- Hi Andrea,
My "grandfather" was a Marton. His name was Imrich and he was a professor
of geography (?) in Michalovce just before WWII. I believe he died in 1996.
Don't know anything else about him.
- Why do you refer to him as a "grandfather"? Was he a grandfather, an
honorary grandfather, an illegitimate grandfather, a great uncle or
what? I can only think of one Indian village where the whole village
refers to one man as "Grandfather" because he was such a ladies man as a
youth that no one can be sure he is NOT their grandfather!
So please explain...
Jenny Brichta wrote:
> From: "Jenny Brichta" <yump@...>
> Hi Andrea,
> My "grandfather" was a Marton. His name was Imrich and he was a professor
> of geography (?) in Michalovce just before WWII. I believe he died in 1996.
> Don't know anything else about him.
> --------------------------- ONElist Sponsor ----------------------------
- Yes, Ron, you're right. "Grandfather" needs some explanation. Mr. Marton,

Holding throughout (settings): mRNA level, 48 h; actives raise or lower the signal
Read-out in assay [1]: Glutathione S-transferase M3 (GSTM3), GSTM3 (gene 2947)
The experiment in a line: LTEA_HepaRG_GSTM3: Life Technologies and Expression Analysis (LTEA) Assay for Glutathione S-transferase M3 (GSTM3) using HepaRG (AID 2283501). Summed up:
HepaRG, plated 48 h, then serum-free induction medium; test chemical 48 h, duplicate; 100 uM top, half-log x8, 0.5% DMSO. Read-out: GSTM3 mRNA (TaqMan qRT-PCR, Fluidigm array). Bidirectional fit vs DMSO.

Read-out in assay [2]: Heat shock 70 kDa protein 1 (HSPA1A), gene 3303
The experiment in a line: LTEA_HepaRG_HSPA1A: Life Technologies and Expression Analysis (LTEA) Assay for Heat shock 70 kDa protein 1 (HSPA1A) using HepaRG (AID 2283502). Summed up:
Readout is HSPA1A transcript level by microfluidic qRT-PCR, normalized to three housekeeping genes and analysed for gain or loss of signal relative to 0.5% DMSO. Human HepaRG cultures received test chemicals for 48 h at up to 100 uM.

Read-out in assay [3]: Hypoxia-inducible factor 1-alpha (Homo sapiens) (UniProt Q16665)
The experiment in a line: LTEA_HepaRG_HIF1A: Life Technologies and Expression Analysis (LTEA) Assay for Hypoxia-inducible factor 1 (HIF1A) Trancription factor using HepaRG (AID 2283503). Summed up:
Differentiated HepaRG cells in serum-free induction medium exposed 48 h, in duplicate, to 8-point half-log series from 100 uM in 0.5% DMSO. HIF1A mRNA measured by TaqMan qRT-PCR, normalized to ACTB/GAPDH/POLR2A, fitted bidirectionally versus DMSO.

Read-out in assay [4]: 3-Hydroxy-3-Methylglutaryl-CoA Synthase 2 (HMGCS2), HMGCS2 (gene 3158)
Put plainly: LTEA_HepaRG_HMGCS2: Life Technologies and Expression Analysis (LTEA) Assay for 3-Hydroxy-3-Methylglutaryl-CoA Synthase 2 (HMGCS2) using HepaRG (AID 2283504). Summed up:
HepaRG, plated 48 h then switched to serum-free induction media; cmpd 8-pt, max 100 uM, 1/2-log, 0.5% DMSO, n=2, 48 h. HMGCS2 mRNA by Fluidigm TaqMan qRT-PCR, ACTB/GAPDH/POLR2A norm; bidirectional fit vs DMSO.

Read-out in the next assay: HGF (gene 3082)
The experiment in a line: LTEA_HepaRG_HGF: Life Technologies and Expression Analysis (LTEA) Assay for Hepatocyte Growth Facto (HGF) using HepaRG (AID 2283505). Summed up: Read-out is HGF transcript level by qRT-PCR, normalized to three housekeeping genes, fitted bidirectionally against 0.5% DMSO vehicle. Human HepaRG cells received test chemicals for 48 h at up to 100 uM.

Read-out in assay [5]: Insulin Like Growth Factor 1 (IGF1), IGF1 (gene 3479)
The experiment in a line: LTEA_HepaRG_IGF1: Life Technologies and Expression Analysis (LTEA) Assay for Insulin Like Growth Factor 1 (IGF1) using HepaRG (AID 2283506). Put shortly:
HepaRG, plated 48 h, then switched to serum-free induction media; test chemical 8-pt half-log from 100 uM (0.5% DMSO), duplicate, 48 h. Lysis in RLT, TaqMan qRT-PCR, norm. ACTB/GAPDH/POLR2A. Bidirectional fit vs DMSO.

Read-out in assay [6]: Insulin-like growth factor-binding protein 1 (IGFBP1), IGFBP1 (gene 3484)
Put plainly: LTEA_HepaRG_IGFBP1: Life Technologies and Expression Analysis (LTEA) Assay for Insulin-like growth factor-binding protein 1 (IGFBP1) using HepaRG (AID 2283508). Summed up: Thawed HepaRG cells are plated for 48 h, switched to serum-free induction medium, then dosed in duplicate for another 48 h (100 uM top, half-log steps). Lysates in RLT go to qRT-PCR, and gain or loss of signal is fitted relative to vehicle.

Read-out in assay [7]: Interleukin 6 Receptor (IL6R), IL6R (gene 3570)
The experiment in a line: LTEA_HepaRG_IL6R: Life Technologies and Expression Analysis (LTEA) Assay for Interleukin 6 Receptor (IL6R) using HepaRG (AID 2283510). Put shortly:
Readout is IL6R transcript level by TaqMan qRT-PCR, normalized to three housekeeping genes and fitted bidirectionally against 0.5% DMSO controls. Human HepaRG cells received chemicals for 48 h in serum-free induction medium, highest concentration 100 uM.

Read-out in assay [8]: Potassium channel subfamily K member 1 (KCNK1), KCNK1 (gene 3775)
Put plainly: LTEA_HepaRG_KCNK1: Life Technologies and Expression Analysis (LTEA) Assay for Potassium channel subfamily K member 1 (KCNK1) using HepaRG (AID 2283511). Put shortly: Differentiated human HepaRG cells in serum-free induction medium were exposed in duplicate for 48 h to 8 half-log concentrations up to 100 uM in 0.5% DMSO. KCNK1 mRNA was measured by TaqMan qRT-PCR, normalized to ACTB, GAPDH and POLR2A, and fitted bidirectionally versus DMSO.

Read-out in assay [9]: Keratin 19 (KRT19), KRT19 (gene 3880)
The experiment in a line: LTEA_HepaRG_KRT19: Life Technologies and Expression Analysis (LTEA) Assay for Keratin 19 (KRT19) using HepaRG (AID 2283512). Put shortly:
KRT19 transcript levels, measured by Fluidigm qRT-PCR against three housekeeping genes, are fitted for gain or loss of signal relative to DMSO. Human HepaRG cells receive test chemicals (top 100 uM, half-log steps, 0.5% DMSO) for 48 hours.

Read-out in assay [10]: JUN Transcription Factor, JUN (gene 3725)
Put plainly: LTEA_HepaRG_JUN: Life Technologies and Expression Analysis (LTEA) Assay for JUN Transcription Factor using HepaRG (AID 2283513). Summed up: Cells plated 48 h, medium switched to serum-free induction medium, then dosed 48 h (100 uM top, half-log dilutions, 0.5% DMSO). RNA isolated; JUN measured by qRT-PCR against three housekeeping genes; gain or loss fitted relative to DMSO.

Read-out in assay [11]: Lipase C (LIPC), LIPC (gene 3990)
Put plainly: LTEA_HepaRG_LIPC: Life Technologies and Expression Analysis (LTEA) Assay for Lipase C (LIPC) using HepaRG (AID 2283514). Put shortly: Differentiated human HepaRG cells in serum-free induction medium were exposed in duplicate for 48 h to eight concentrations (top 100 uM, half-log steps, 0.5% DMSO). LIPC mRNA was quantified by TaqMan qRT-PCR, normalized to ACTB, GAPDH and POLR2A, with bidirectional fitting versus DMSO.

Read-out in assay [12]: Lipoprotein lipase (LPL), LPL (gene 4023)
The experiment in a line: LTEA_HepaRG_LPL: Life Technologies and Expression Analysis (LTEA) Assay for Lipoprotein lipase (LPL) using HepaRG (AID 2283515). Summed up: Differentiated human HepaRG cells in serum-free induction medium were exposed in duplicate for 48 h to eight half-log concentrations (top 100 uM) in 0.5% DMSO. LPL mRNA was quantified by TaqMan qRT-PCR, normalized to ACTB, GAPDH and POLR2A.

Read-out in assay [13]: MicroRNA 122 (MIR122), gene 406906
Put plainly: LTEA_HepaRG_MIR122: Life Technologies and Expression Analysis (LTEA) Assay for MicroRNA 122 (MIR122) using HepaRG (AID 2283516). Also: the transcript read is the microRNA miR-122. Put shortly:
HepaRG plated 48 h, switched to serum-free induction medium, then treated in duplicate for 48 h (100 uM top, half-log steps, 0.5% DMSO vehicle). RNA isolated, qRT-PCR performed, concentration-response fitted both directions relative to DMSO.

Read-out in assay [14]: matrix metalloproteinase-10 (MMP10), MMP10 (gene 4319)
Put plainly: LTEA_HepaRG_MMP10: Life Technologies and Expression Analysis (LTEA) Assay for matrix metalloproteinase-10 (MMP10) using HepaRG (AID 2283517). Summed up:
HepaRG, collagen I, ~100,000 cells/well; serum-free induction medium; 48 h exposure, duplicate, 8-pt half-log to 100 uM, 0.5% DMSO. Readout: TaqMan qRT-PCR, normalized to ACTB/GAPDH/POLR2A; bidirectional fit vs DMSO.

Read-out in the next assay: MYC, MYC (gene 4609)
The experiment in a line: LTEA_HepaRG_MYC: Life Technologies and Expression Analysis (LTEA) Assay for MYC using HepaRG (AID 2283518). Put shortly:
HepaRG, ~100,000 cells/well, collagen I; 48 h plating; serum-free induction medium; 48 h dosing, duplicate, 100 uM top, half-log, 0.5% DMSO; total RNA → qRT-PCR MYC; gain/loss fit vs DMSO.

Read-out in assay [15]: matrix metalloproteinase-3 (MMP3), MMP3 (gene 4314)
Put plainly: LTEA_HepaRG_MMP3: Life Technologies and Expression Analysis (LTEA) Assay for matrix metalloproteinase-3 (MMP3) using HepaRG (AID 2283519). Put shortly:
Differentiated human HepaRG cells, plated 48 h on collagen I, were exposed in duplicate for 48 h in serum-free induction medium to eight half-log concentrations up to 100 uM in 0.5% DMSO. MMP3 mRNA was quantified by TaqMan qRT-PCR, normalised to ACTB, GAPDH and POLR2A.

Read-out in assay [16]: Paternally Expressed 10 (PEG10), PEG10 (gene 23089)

my "grandfather" and my grandmother were both employed as professors at the
same school. They began dating. Mr. Marton was fond of the booze and
according to my grandmother, an alcoholic. One night, they went out, he got
drunk and insisted on accompanying her home. She wouldn't let him in as she
lived in a boarding house and didn't want to upset the other boarders. He
started to make a fuss, however, and so she finally let him in. He
continued to make demands and I guess forced himself on my grandmother. In
the end, he created so much noise and commotion that the entire boarding
house was in an uproar and they threw him out. My grandmother never dated
him again and never told my mother who her real father was. She lied and
told her it was her ex-husband, the father of her first child. Years went
by. WWII ended and they immigrated to the US. At age 35, my mother wrote
to the man she thought was her father and received a letter which was read
at the dinner table. Expecting either a welcome or at least a hello, I can
still remember the shock on my parents' face when the letter brought a
vehement denial of any parentage whatsoever. So then my grandmother came
out with Mr. Marton and what we think is the truth, although my grandmother
may have lied about this too. So you see, I don't really know what to call
Mr. Marton, "grandfather" seemed the nicest.
An interesting addendum, my parents went to Slovakia and tried to visit Mr.
Marton. They bumped into one of his students on the street who told them
that he had died in 1996 and that he left behind a wife and several
children; one of the sons had become a professor.